Mixed bag for peanut crop

An­nual har­vest has only started at Coal­stoun Lakes

Central and North Burnett Times - - LIFE - Erica Mur­ree erica.mur­ree@cnbtimes.com.au

❝ With the dif­fer­ent yields, it just shows how a bit of wa­ter would ben­e­fit the val­ley. — Mark Rack­e­mann

USU­ALLY at this time of year, Coal­stoun Lakes peanut farm­ers would have fin­ished thresh­ing and planted a win­ter crop of wheat.

But due to the un­sea­son­able weather con­di­tions, peanut har­vest­ing has only started in the past few weeks.

For farm­ers like the Rack­e­mann fam­ily, it’s all hands on deck.

Mark Rack­e­mann said con­sid­er­ing the drought con­di­tions, he was re­lieved there was any sort of a crop.

“Af­ter three months of phe­nom­e­nal heat ear­lier in the sea­son, peanuts must be pretty tough to sur­vive,” he said.

Mr Rack­e­mann said falls of 200mm and then Cy­clone Deb­bie with its 112mm drench­ing ac­tu­ally saved the crop.

“This was fol­lowed up by a fur­ther 20mm and a few sprin­kles here and there,” he said.

“We could have had one more fall to fill out the crop.”

The dry­land crop at this stage was prob­a­bly go­ing about three-quar­ters a ton to the acre, Mr Rack­e­mann said.

But it was a dif­fer­ent story on the blocks near Ban Ban, where Rack­e­mann Re­sources used trickle ir­ri­ga­tion.

Some of the blocks have al­ready been har­vested and yielded 7–7.5 tonnes to the hectare.

Mr Rack­e­mann said they grew the peanuts us­ing trickle tapes for the first time.

“This was just a trial but we found one tape be­tween two rows worked well,” he said.

“It was suf­fi­cient to keep the bed wet.”

He said only the peanuts got the wa­ter which was not re­quired for the wa­ter­mel­ons they were grow­ing at that time.

“It is a lot of work putting in the tapes but at the end it is great just to be able to turn a tap on and off to what­ever block you want wa­tered,” Mr Rack­e­mann said.

“A plus was not hav­ing the ex­pen­sive use of ir­ri­ga­tors.

“This gave a 95% wa­ter use ef­fi­ciency.

“Over­all we used 4ML of wa­ter per hectare.

“With the dif­fer­ent yields, it just showed how a bit of wa­ter would ben­e­fit the val­ley.”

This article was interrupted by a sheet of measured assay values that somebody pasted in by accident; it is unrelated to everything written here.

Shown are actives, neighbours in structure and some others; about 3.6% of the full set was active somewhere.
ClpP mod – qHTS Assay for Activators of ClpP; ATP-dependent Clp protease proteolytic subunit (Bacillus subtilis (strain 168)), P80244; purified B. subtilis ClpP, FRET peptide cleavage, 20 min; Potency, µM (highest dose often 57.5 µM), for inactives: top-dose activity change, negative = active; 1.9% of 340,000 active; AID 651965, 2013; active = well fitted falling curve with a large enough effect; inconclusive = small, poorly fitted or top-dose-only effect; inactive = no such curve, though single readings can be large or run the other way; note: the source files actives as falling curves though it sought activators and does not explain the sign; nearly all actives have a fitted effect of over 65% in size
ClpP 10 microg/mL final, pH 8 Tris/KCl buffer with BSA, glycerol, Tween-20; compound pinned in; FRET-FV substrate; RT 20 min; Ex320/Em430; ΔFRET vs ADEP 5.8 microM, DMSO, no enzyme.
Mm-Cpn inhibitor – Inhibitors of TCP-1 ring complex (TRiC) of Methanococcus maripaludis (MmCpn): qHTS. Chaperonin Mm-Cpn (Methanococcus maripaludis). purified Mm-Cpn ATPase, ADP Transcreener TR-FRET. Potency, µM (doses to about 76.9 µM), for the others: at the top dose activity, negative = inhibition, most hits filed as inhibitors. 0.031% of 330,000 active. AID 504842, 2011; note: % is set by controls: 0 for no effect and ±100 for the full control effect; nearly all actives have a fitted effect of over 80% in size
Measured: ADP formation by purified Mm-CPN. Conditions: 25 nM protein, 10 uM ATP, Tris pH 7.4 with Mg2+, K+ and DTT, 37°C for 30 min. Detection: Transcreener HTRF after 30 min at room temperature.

This sea­son, Rack­e­mann Re­sources has used some new tech­nol­ogy thanks to fel­low peanut farm­ers and the en­gi­neer­ing work of WV Seabrook & Sons.

Mr Rack­e­mann said af­ter four pretty or­di­nary years, the fam­ily de­cided to take the gam­ble and go ahead with the pur­chase of a six-row peanut cut­ter.

“It’s the old belts sys­tem with some new tech­nol­ogy,” he said. “The puller driven on hy­draulics is more user-friendly. “The dig­ger pulls six rows at a time into three windrows. This suits the thresher as it trav­els the same wheel tracks.” Rack­e­mann Re­sources grew five va­ri­eties this sea­son: Kairi, Fisher, Red Vale and the droughtre­sis­tant Mid­dle­ton va­ri­ety.

Mr Rack­e­mann said the Kairi va­ri­ety was be­com­ing com­mer­cially avail­able.

“PCA plant breeder Gra­ham Wright has spent 12 years per­fect­ing this strain that prom­ises to in­crease yield and re­duce pest and dis­ease con­trol costs,” he said.

“It’s also safer, with dis­ease-re­sis­tance bred into them.

“Farm­ers are less likely to lose the crop if they had a wet har­vest.”

Mr Rack­e­mann said an­other strain called Taabinga looked to be a good one.

He added that farm­ers were also ex­pe­ri­enc­ing a wild pig prob­lem as they went to cor­ner blocks.

“We’re find­ing foot­prints and dig­ging amongst the peanuts,” he said.

“It’s only the last sea­son or so but the prob­lem is rapidly ris­ing.”

PHO­TOS: ERICA MUR­REE

THRESH­ING UN­DER WAY: Coal­stoun Lakes peanut farm­ers, in­clud­ing Mark Rack­e­mann, are sur­prised at the yield they are get­ting af­ter drought con­di­tions.

Red dust in Coal­stoun Lakes as thresh­ing has be­gun.

Peanuts are trans­ferred into bins and taken to on-farm si­los.

Rack­e­mann Re­sources has pur­chased a six-row cut­ter.

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